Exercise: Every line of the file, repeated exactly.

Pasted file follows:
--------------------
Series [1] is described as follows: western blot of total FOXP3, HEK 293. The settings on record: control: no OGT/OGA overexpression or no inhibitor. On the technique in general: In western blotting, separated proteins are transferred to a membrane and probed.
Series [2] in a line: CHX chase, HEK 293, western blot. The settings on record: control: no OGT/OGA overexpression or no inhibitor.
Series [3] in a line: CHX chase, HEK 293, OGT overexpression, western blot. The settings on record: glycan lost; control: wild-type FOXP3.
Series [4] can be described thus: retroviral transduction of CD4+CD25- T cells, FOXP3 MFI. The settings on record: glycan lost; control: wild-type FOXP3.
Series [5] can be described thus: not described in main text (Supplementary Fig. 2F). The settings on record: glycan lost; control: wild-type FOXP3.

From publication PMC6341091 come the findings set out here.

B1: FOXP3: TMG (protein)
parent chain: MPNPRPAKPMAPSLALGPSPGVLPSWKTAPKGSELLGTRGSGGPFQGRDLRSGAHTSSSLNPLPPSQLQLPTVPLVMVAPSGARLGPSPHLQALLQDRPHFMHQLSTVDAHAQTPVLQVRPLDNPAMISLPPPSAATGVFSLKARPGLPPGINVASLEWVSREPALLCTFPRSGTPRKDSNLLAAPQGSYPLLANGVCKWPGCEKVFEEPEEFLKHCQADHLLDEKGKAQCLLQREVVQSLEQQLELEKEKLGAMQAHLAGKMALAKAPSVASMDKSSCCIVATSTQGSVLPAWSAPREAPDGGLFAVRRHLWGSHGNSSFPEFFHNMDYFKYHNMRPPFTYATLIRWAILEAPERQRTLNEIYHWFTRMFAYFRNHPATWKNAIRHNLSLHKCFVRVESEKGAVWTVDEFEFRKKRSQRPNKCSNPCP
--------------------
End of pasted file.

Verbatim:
Series [1] is described as follows: western blot of total FOXP3, HEK 293. The settings on record: control: no OGT/OGA overexpression or no inhibitor. On the technique in general: In western blotting, separated proteins are transferred to a membrane and probed.
Series [2] in a line: CHX chase, HEK 293, western blot. The settings on record: control: no OGT/OGA overexpression or no inhibitor.
Series [3] in a line: CHX chase, HEK 293, OGT overexpression, western blot. The settings on record: glycan lost; control: wild-type FOXP3.
Series [4] can be described thus: retroviral transduction of CD4+CD25- T cells, FOXP3 MFI. The settings on record: glycan lost; control: wild-type FOXP3.
Series [5] can be described thus: not described in main text (Supplementary Fig. 2F). The settings on record: glycan lost; control: wild-type FOXP3.

From publication PMC6341091 come the findings set out here.

B1: FOXP3: TMG (protein)
parent chain: MPNPRPAKPMAPSLALGPSPGVLPSWKTAPKGSELLGTRGSGGPFQGRDLRSGAHTSSSLNPLPPSQLQLPTVPLVMVAPSGARLGPSPHLQALLQDRPHFMHQLSTVDAHAQTPVLQVRPLDNPAMISLPPPSAATGVFSLKARPGLPPGINVASLEWVSREPALLCTFPRSGTPRKDSNLLAAPQGSYPLLANGVCKWPGCEKVFEEPEEFLKHCQADHLLDEKGKAQCLLQREVVQSLEQQLELEKEKLGAMQAHLAGKMALAKAPSVASMDKSSCCIVATSTQGSVLPAWSAPREAPDGGLFAVRRHLWGSHGNSSFPEFFHNMDYFKYHNMRPPFTYATLIRWAILEAPERQRTLNEIYHWFTRMFAYFRNHPATWKNAIRHNLSLHKCFVRVESEKGAVWTVDEFEFRKKRSQRPNKCSNPCP